Five months later Richard Nixon was elected president. The American right held on to the White House for 20 years out of the next 25. Jo Cox’s killing, amid the nativist howling from Farage et al, felt like the beginning of a similar chapter of right-wing advance in the UK.

Labour’s problem, and that of its social-democratic cousins throughout Europe, is the same as the American left’s was in the 1960s. Its founding coalition – of trade unions, the socially concerned middle classes and minorities, ethnic and cultural – is united (barely) on economic issues but irrevocably split on questions of identity. Outside crisis-stricken Greece and Spain, the left looks trapped in permanent opposition, with no politician able to reconsolidate its old base and take power again.

***

When I arrive in Hull, preparations are under way for a vigil in Jo Cox’s honour, but it is the nation of Turkey that is weighing on the minds of undecided voters. On Park Street, residents are divided. Those who have exercised their right to buy and are concerned about their mortgages are flirting with an Out vote but are terrified about negative equity. Those who remain in social housing or the private rented sector are untouched by stories of soaring mortgages. To many residents, the Treasury’s dire warnings seem to be the concerns of people from a different planet, not merely another part of the country. As Rachel, a woman in her mid-fifties who lives alone, puts it: “They say I’d lose four grand a month. I don’t know who they think is earning four grand a month but it certainly isn’t me.”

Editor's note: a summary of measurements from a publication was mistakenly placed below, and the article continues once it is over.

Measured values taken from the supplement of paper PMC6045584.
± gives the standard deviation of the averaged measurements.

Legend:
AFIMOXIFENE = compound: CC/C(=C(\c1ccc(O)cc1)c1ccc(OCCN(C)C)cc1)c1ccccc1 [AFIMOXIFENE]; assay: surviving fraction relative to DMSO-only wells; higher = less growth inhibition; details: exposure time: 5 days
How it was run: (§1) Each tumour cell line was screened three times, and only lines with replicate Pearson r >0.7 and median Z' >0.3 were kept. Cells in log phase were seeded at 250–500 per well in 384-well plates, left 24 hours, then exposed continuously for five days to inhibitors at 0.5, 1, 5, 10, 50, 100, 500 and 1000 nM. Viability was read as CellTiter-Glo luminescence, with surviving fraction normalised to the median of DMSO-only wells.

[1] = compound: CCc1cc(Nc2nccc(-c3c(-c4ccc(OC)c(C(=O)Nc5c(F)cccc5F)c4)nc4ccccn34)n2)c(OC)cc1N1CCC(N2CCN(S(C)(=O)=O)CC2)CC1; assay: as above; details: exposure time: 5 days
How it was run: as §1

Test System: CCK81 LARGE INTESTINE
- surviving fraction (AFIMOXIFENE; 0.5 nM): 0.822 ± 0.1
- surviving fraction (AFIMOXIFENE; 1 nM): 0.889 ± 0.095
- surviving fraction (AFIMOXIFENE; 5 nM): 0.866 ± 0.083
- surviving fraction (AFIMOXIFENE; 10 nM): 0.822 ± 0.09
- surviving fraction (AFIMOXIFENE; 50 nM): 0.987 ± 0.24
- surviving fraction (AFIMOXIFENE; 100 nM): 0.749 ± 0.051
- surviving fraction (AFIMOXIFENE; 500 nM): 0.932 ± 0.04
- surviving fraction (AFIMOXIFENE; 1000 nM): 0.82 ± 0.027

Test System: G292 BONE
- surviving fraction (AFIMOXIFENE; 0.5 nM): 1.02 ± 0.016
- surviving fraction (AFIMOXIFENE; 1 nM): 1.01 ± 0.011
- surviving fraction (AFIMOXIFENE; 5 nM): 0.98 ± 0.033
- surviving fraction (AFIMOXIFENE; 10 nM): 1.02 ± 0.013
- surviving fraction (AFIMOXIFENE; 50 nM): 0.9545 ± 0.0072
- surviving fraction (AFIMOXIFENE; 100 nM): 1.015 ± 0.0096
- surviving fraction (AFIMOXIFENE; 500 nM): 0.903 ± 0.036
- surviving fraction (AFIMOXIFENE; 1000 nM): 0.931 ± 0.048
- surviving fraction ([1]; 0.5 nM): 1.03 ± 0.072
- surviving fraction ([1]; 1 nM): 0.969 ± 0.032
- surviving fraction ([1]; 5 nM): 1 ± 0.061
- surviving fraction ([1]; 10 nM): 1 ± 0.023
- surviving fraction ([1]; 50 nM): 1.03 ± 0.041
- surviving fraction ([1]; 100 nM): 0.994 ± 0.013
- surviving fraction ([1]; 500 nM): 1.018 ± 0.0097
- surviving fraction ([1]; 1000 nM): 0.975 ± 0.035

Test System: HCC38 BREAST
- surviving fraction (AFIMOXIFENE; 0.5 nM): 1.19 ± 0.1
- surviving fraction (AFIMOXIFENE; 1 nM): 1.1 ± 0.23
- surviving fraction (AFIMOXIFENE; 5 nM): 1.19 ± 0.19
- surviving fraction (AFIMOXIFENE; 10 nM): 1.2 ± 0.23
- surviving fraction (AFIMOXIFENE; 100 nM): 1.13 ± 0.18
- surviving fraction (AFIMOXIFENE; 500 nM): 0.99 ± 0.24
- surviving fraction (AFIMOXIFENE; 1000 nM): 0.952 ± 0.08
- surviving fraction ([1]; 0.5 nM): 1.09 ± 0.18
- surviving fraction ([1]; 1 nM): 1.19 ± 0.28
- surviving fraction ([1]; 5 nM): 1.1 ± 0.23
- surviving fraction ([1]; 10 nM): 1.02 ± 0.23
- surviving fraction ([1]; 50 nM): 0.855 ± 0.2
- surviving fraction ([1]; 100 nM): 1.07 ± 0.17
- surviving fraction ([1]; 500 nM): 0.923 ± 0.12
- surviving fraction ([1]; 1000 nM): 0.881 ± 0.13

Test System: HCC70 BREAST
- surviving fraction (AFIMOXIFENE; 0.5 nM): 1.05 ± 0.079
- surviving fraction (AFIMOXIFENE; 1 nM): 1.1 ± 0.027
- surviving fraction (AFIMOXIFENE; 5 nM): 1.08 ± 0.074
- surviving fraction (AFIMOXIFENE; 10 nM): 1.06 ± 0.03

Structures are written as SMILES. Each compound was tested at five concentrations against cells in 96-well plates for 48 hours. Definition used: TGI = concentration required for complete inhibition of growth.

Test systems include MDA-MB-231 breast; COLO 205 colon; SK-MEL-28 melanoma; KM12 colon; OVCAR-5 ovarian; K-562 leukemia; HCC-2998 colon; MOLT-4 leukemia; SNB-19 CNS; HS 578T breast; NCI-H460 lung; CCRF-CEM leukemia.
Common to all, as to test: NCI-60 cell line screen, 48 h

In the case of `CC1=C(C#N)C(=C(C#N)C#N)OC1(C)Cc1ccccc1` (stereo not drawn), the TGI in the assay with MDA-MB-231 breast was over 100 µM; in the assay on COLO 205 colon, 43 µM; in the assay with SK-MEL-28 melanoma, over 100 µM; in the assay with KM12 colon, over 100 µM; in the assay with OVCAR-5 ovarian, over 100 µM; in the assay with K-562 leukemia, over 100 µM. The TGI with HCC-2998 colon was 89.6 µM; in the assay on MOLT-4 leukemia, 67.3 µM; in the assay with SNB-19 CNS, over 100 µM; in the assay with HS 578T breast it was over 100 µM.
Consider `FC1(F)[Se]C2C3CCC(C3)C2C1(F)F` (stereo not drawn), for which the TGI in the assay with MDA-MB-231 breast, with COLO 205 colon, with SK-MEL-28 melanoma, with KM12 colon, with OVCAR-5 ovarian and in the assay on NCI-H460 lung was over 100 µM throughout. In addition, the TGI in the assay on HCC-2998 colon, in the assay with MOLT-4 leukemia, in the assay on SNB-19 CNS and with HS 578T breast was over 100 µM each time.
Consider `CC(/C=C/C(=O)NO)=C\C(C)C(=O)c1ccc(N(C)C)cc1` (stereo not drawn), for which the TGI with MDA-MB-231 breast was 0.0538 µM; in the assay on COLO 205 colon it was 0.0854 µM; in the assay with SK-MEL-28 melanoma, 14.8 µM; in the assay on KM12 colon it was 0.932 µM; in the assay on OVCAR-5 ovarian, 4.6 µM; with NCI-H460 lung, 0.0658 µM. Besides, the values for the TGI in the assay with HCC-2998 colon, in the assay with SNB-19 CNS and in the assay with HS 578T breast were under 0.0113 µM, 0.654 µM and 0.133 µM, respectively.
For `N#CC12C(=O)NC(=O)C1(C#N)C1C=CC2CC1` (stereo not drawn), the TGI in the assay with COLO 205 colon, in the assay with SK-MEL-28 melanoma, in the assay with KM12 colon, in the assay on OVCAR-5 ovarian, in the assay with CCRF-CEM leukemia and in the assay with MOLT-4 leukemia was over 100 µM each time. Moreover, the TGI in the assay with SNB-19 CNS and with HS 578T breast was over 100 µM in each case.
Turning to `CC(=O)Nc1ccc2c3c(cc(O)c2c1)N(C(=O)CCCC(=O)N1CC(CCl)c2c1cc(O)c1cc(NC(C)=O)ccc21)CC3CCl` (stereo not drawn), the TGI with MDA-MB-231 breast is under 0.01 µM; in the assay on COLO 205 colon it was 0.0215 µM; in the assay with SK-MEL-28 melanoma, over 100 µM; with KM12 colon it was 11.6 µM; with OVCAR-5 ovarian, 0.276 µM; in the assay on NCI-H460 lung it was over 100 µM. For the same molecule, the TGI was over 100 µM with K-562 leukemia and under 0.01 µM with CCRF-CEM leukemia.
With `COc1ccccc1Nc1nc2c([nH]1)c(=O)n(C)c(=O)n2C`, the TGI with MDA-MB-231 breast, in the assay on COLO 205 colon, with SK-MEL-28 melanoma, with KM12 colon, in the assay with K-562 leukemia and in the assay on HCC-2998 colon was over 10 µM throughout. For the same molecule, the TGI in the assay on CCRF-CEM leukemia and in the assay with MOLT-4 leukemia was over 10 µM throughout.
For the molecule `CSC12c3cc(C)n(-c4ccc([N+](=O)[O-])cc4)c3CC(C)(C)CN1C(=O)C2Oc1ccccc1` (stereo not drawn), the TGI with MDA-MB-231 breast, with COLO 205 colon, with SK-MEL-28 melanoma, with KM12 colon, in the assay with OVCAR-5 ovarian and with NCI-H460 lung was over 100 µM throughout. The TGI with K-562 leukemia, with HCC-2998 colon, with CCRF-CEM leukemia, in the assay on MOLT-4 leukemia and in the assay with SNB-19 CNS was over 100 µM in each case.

As Vote Leave knew, the promise that an Out vote will allow people to “take control” always had a particular appeal for those with precious little control – of their rent, of next week’s shift, of whether or not they will be able to afford to turn the heating on next week. Never mind that the control envisaged by Vote Leave would be exercised by the conservative right: the campaign found a message that was able to resonate across class and region, at least to an extent that could yet create a force to be reckoned with under first-past-the-post in Britain.

Four grand a month isn’t a bad salary, even in leafy Hampstead, but in that prosperous corner of north London fears of an Out vote, and what will come after, gained a tight purchase. The worry was coupled with resentment, too, over what would come, should the Outers triumph.

The great risk for the left is that herbivorous resentment is already curdling into contempt towards the people of Hull and the other bastions of Brexitism. That contempt threatens the commodity on which Labour has always relied to get Hull and Hampstead to vote and work together – solidarity. The referendum leaves the Conservatives divided at Westminster. That will give little comfort to Labour if the long-term outcome of the vote is to leave its own ranks divided outside it.

 

Stephen Bush is special correspondent at the New Statesman. He usually writes about politics. 

This article first appeared in the 23 June 2016 issue of the New Statesman, Divided Britain